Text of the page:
Fe Review

Less yeah, more meh

Sometimes a game arrives and you really, really want to love it. You are enthralled by the setting, the atmosphere or the visuals. Fe is such an experience, and almost everything about the game captivated me. Published under the EA Originals label, the game is brought to us by the Swedish folks at Zoink!, best known for Stick it to the Man, Zombie Vikings and the upcoming Flipping Death. Fe is remarkably different to all of them in every single way, it looks fabulous and the ideas behind it are so interesting, and, dare I say it, magical.

You play as a bipedal creature in a mysterious land, and with little to no direction (or story) you are tasked with unraveling the mysteries of the dark forest you find yourself in – which has become overrun with nasties. You possess the ability to jump, and more notably, the ability to sing; to enchant some of the other flora and fauna around you and in doing so you can activate some of the forest’s secrets.

There are multiple “languages” of the animals to learn within the game, and as you start manipulating the world around you, you’ll soon start to unlock new abilities too, including the ability to climb, glide and more.

The world around you is a treat, and Zoink! should be commended for the little world that’s been created. Although everything has this neon-hue, the atmosphere and setting is incredibly well done and the soothing tunes only add to the experience.

As noted, the core principle of Fe is the ability to sing and communicate with the world around you and this is achieved by pressing ZR when in proximity to a target. Once connected, you can tilt the Switch (or controller) to match the pitch (or use the right stick if you prefer) and once connected, bingo: the animal or plant can do your bidding. This will activate jump pads, or projectiles or other such things needed to progress your adventure.

At this point, you’ve probably already jumped to the number at the end of the review and be somewhat confused. Despite all of the charm that Fe possesses, it just wasn’t any fun. The controls are somewhat clunky, but you’d forgive that if it was actually enjoyable and that’s why it’s such a big disappointment for me. Being left to your own devices is commendable, but despite the later addition of pointers (by way of circling birds) it’s all just a bit, well, boring.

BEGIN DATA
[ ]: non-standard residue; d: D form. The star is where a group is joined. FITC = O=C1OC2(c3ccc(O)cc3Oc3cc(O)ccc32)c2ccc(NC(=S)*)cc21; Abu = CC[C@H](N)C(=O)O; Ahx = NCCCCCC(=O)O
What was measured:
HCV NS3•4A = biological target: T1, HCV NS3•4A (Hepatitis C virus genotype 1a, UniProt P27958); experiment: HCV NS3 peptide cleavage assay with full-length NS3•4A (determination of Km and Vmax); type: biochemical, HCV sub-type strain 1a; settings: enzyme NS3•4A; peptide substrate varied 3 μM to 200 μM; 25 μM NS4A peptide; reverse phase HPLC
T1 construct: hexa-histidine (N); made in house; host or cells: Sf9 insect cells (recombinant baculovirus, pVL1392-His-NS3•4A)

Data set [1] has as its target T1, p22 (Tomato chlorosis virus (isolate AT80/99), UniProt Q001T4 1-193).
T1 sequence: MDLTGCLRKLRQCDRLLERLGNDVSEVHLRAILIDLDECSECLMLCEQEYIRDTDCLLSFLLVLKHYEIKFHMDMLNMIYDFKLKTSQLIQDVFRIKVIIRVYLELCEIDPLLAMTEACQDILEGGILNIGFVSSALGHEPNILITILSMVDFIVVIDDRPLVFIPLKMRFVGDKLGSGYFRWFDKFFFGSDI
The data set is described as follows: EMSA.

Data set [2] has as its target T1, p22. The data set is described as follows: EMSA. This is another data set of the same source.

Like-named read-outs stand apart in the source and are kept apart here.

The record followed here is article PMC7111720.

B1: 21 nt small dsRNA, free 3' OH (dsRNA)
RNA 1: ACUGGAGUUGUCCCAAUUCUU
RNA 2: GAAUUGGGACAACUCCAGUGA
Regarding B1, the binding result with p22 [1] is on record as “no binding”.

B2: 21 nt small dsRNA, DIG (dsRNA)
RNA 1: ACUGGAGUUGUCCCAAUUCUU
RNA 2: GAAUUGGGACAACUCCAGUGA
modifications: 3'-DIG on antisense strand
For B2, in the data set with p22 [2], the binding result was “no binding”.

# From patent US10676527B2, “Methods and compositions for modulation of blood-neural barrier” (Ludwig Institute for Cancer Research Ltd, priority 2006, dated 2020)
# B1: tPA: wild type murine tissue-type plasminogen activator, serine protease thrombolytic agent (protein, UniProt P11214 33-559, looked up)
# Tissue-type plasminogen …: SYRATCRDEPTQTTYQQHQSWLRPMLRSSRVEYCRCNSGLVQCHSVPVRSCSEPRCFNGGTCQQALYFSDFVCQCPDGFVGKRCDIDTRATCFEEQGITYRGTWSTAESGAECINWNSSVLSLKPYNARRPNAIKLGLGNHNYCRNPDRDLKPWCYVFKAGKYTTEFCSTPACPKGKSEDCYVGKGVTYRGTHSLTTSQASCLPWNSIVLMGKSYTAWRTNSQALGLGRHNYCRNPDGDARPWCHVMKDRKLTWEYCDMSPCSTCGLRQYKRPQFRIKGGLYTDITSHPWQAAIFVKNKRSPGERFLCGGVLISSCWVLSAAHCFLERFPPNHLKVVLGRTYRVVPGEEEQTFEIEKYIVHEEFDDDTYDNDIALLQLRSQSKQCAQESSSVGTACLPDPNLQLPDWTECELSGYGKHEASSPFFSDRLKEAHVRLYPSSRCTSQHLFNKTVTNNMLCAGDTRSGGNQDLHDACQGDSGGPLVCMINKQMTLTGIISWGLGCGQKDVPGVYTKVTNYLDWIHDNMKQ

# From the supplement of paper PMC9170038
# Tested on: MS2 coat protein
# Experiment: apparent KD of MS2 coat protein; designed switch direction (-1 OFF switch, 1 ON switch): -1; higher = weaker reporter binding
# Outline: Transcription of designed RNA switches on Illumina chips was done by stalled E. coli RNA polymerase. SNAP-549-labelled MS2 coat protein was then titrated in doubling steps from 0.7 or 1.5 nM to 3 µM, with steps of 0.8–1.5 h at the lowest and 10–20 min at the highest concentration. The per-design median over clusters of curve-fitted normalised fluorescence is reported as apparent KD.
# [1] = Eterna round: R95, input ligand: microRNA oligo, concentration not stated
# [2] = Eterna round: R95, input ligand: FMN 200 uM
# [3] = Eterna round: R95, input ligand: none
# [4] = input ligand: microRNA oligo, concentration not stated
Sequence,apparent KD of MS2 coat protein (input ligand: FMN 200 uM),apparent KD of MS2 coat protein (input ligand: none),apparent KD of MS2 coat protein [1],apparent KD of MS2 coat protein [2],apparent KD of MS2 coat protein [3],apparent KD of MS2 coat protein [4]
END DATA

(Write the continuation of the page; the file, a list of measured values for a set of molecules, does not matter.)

As you meander from waypoint to waypoint, collecting shards and unlocking new features you never really get to enjoy what’s happening. There are also sections which can be incredibly frustrating; I’m all for a challenge but not something that’s beyond annoying. There’s a section where you have to climb during a gigantic set-piece, climbing and gliding from tree to tree which requires incredible timing and precision – something that the camera and controls ensure fail to contribute their part.

It’s often suggested that games are an art form, and Fe is a glorious demonstration of that – and perseverance may yet yield a rewarding experience for some. I noted myself that I really wanted to enjoy it, but is was so frustrating and annoying that I just didn’t…



It doesn’t matter how clever or interesting your idea is, or how stunning and vibrant your game looks when it’s just no fun to play. Perseverance with Fe could ultimately yield some satisfaction but for me it was just too boring.

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